SUMMARY.--The Centurion's Servant Healed. The Son on the Widow of Nain Raised. John's Message and the Reply. The Greatness of John the Baptist. The Banquet at the House of a Pharisee. The Woman That Was a Sinner. The Rebuke of Simon. The Woman Saved by Faith.
18-33. The disciples of John. For notes on John's message, Christ's reply, and discourses about John, see Matt. 11:2-19.
36. One of the Pharisees desired him that he would eat with him. This anointing is a different one from that recorded in Matt. 26:7 , and elsewhere. The breach between Jesus and the Pharisees was not yet so great as to prevent intercourse. Jesus accepted invitations of Pharisee and publican alike, with the like purpose of instruction in righteousness. "We must imagine the guests arriving; Simon receiving them with all courtesy, and embracing each in turn; slaves ready to wash the dust of the road from their sandaled feet, and to pour sweet olive oil over their heads to soften the parched skin. See Genesis 18:4 Genesis 19:2 Genesis 24:32 Ruth 3:3 Ruth 3:1 24:32 ; Psalms 23:5 Psalms 141:5 141:5 Eccl. 9:8 Dan. 10:3 Amos 6:6 . But there is one of the guests thus not treated. He is but a poor man, invited as an act of condescending patronage. No kiss is offered him; no slave waits upon him; of course a mechanic cannot need the luxuries others are accustomed to."
37. A woman . . . a sinner. Evidently an outcast woman. When she knew. She had them heard before of his compassion and tender mercy. She had learned to believe that there was mercy even for her, for whom earth had no mercy. Brought. How could she enter into the banquet chamber? Kitto says: "There were always many people hanging about the court and the outer parts of the guest chamber, which was wholly open in front. A door is a great hindrance to admission into a room, and where that does not exist people easily slip in."
38. Stood at his feet behind him. The Jews reclined at table, leaning upon the left elbow, with the feet stretched out behind. With tears. Heart-broken, with a sense of sin and a hope of mercy, her tears fell upon his feet.
39. When the Pharisee . . . saw it. He wondered that Jesus did not spurn her. He spake within himself. The Pharisee mentally put the Lord into this dilemma--either he does not know the true character of this woman, in which case he lacks discernment of spirits which pertains to every true prophet, or, if he knows it, and yet endures her touch, he is lacking in that holiness which is also the mark of a prophet of God.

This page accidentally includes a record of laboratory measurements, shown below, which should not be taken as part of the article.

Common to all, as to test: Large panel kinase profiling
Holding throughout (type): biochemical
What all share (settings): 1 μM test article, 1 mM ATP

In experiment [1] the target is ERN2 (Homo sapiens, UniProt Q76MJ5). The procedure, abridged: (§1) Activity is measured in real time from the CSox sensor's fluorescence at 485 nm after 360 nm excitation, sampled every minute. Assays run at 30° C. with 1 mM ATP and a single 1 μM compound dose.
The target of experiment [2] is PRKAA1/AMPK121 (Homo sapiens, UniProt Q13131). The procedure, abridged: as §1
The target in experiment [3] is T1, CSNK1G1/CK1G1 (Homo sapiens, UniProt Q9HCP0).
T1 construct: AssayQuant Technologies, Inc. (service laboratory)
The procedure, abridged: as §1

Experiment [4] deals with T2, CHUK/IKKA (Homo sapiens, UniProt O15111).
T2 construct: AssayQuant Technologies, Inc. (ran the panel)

40-43. Jesus answering. To the unspoken thought. Five hundred pence. About seventy dollars. Fifty pence. About seven dollars. Had nothing to pay. The small debtor was as helpless as the other. We are all insolvent. Forgave. Forgiveness is the only hope of sinners. To whom he forgave most. There is a peculiar gratitude which the restored wanderer realizes, to which the one who has grown up in rectitude must be a stranger. Both may love with all the heart, yet their love will not possess precisely the same characteristics.
44-46. I entered into thine house. How strong the contrast between the indifference of the Pharisees and the earnestness of the penitent! He withheld water; she gave precious tears, "the blood of her heart," says Augustine. He gave no kiss to his cheek; she covered his feet with kisses. He grudged even a drop of oil; she broke the box of rare ointment for her Lord. He treated him with despite as an underling; she adored him as a prince. The water for the feet, the kiss and the oil for the head were ordinary Oriental courtesies.
47-50. Wherefore I say unto thee. This woman, a great sinner, shows that she is forgiven by her great love. Her faith in Jesus led her to trust for forgiveness. Thy sins are forgiven. The fact which her trust led her to believe and which filled her soul with love is now announced. Thy faith hath saved thee. Her faith brought her to the feet of Christ, a contrite and weeping sinner. Go in peace. All her tokens of penitence and affection could not, even in the eyes of sinful men, wash away the stain of her life, but the grace of Christ led her to true peace, as her abiding condition.--Schaff.